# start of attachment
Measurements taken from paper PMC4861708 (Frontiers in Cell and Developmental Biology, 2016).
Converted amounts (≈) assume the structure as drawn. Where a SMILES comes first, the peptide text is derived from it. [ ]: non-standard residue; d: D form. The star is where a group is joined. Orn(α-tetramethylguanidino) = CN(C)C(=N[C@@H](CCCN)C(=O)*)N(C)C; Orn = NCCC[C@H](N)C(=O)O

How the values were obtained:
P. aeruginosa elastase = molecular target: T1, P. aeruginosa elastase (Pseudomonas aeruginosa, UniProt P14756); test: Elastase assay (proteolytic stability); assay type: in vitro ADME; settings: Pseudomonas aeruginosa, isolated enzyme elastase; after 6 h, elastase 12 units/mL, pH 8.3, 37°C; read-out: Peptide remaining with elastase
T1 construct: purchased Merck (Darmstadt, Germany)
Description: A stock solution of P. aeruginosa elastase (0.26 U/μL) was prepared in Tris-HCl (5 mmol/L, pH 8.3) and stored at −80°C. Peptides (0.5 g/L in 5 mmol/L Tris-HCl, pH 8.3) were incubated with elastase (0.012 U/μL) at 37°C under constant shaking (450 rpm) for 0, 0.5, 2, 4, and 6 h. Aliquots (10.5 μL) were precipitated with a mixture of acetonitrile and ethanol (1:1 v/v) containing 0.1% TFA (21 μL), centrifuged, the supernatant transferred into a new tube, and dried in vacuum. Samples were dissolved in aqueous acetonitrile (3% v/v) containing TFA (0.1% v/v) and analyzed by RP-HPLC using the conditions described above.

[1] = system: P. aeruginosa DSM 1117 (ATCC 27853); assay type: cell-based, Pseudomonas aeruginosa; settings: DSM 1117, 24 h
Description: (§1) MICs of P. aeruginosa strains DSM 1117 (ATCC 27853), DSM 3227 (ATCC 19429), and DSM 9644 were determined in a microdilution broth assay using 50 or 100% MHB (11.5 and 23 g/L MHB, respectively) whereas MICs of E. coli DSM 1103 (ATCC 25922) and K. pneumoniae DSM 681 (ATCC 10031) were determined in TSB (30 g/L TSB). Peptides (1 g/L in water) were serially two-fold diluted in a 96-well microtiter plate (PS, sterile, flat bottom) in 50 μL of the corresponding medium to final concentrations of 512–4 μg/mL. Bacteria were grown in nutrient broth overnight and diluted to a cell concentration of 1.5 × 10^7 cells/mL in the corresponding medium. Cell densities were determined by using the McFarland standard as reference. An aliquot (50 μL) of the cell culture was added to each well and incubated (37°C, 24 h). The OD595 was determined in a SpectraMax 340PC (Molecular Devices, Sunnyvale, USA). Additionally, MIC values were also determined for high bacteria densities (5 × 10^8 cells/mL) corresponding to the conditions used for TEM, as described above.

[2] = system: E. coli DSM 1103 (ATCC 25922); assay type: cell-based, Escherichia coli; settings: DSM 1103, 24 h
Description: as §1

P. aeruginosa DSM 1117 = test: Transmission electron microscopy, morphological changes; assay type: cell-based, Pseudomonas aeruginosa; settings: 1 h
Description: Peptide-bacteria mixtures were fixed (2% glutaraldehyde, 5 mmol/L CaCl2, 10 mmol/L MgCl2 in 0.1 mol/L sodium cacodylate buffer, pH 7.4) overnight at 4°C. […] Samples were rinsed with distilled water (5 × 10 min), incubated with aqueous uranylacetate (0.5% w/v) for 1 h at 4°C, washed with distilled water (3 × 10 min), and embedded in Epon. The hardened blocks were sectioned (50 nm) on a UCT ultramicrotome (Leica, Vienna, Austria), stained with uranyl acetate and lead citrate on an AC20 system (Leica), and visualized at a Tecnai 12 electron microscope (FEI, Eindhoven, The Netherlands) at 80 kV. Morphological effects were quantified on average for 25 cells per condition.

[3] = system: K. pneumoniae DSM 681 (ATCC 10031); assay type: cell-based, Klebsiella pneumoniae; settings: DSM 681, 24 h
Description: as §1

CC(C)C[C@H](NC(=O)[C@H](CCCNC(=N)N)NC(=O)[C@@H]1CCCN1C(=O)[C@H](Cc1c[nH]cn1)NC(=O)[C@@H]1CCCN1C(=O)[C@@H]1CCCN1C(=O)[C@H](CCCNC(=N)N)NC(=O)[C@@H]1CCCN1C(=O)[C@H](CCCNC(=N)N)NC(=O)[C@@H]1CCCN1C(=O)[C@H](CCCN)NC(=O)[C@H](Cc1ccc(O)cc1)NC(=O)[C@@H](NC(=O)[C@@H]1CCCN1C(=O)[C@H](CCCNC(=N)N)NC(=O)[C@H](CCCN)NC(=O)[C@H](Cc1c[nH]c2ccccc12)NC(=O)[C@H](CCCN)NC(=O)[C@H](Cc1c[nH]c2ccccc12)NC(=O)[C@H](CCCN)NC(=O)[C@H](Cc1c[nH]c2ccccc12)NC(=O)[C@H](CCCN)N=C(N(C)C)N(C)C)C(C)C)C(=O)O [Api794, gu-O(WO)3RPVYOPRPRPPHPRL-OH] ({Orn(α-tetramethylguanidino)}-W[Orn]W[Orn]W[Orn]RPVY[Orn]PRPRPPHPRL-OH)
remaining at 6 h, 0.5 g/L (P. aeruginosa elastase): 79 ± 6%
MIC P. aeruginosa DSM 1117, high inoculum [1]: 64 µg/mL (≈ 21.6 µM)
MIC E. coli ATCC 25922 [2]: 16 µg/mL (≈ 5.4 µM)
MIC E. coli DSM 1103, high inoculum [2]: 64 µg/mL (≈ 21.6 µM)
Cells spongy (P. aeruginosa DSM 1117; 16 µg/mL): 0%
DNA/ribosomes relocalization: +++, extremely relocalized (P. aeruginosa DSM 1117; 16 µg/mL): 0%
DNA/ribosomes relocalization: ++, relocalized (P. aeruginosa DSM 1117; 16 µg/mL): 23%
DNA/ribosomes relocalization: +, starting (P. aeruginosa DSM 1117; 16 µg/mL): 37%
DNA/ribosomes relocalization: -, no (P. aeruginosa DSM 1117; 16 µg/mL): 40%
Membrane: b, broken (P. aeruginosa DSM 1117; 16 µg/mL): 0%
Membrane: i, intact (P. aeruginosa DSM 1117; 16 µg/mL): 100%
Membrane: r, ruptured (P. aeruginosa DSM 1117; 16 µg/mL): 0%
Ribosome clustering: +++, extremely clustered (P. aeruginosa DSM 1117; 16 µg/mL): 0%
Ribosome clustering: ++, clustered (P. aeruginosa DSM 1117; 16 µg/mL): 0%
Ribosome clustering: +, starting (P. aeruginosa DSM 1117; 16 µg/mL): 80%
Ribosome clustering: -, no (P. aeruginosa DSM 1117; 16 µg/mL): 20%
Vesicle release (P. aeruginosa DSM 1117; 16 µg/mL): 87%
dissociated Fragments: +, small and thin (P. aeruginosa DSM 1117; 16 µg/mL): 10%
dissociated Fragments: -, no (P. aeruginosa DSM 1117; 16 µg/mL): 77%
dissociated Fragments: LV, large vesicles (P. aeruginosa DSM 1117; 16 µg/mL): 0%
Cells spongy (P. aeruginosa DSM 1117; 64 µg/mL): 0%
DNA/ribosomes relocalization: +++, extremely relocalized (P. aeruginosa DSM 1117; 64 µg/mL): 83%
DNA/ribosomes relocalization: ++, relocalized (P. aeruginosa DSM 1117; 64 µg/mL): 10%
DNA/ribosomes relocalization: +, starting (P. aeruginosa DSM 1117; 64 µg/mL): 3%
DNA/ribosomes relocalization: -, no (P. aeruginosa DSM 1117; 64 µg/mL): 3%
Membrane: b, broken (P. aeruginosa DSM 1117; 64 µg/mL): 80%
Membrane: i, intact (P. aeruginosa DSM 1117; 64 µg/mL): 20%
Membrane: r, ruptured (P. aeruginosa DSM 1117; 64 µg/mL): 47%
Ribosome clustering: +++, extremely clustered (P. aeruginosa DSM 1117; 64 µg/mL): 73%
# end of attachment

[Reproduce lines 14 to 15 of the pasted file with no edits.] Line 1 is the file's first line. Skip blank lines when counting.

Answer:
Description: as §1

CC(C)C[C@H](NC(=O)[C@H](CCCNC(=N)N)NC(=O)[C@@H]1CCCN1C(=O)[C@H](Cc1c[nH]cn1)NC(=O)[C@@H]1CCCN1C(=O)[C@@H]1CCCN1C(=O)[C@H](CCCNC(=N)N)NC(=O)[C@@H]1CCCN1C(=O)[C@H](CCCNC(=N)N)NC(=O)[C@@H]1CCCN1C(=O)[C@H](CCCN)NC(=O)[C@H](Cc1ccc(O)cc1)NC(=O)[C@@H](NC(=O)[C@@H]1CCCN1C(=O)[C@H](CCCNC(=N)N)NC(=O)[C@H](CCCN)NC(=O)[C@H](Cc1c[nH]c2ccccc12)NC(=O)[C@H](CCCN)NC(=O)[C@H](Cc1c[nH]c2ccccc12)NC(=O)[C@H](CCCN)NC(=O)[C@H](Cc1c[nH]c2ccccc12)NC(=O)[C@H](CCCN)N=C(N(C)C)N(C)C)C(C)C)C(=O)O [Api794, gu-O(WO)3RPVYOPRPRPPHPRL-OH] ({Orn(α-tetramethylguanidino)}-W[Orn]W[Orn]W[Orn]RPVY[Orn]PRPRPPHPRL-OH)